Divorce has a ripple effect on other relationships aside from the soon-to-be ex-couple. It also disturbs the bond between grandparents and their grandchild.
However, North Carolina courts often favor natural parents’ rights to care for their child. Despite unfortunate odds, grandparents often accept the challenge of protecting their custody and visitation rights by meeting certain conditions.
Court considerations on grandparents’ rights
Grandparents can file for custody if they have clear and convincing proof that the parents are “unfit,” or cannot live up to their obligation of upholding the child’s best interests.
More than showing how they can improve their grandchild’s living standards, grandparents must still overcome the legal assumption awarded to the biological parents. They must prove any of the following to the court, showing how the parents:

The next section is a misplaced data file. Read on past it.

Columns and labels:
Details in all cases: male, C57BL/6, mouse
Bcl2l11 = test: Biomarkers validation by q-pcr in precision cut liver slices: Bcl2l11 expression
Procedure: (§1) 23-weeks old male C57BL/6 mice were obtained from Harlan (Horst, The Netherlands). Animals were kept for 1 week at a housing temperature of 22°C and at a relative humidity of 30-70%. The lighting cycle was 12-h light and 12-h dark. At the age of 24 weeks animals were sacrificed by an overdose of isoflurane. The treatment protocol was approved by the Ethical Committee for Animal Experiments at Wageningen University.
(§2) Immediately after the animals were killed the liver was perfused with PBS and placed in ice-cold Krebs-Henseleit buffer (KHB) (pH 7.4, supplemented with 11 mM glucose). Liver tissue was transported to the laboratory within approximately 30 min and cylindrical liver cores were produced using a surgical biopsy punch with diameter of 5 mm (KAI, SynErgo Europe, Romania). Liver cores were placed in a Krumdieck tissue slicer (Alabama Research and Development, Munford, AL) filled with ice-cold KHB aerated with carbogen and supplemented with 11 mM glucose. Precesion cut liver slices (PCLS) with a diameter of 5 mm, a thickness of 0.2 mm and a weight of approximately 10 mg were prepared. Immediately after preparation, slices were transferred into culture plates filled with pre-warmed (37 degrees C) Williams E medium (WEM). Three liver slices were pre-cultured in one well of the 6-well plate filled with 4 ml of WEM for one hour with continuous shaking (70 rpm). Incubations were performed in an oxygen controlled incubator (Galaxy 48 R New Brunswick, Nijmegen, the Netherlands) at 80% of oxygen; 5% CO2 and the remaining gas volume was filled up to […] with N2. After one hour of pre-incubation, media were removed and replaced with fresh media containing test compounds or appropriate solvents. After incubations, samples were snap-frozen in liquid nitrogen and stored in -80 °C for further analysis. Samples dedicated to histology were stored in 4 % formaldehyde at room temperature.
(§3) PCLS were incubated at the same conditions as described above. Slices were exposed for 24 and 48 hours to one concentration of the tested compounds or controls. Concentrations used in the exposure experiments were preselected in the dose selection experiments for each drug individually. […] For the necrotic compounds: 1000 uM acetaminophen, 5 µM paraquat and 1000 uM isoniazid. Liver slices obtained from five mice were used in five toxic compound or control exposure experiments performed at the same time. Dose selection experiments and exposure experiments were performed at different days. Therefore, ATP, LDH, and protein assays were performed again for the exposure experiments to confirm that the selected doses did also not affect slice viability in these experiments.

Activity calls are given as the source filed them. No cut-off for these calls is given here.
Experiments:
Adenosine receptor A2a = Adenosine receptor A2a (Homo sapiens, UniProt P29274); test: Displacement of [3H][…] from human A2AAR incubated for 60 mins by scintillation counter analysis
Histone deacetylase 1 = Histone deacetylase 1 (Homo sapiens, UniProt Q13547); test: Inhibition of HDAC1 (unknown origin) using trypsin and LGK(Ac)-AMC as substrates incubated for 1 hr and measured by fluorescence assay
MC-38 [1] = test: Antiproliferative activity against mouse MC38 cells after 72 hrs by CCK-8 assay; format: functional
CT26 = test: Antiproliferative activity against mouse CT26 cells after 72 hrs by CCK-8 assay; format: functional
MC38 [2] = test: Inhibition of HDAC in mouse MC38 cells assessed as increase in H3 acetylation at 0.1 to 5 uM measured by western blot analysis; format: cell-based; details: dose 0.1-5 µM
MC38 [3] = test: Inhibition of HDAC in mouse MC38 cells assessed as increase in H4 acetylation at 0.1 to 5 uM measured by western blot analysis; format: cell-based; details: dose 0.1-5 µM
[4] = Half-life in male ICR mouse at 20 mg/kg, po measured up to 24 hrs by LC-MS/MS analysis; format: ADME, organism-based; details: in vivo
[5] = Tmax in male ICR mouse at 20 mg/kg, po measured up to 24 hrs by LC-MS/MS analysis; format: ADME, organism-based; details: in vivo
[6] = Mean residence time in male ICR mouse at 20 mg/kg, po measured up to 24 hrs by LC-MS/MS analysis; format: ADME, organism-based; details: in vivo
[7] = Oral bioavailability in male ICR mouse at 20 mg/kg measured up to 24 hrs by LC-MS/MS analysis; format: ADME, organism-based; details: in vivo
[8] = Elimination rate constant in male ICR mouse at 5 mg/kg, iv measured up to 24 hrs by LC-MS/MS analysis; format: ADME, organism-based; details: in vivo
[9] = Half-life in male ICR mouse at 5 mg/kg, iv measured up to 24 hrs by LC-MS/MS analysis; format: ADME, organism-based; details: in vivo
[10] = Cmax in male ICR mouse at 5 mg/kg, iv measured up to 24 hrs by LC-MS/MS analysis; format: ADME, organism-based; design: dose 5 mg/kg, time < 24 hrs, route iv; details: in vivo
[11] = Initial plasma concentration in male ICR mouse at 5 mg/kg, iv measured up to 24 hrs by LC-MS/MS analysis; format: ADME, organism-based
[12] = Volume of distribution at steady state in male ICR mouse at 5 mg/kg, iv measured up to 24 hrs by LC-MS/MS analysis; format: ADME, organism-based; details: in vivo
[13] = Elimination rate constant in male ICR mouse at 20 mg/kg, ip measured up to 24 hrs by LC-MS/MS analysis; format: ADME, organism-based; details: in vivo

- Cannot provide the child with safe and secure housing or environment
- Abuse, abandon or neglect the child, placing them in imminent danger
- Suffer from a severe illness, or do not have stable mental faculties or financial resources to support the child’s growing needs
Grandparents can also assert their rights to spend quality time with their grandchild if they can establish a continuing and substantial relationship between them. A possible way to demonstrate a solid relationship is if the child lived with their grandparents for a considerable time.
Further, if a visitation order already exists and grandparents believe there has been a significant change in circumstances, they can request a modification.
Motivations to forge on
Claiming grandparents’ rights often requires proper timing and strategies for favorable outcomes. Thus, grandparents must not make the mistake of tackling visitation and custody issues alone. After all, these are crucial times when their grandchild needs them most. Having legal counsel ensures that their persistent efforts toward enjoying precious moments with their beloved grandchild do not go in vain.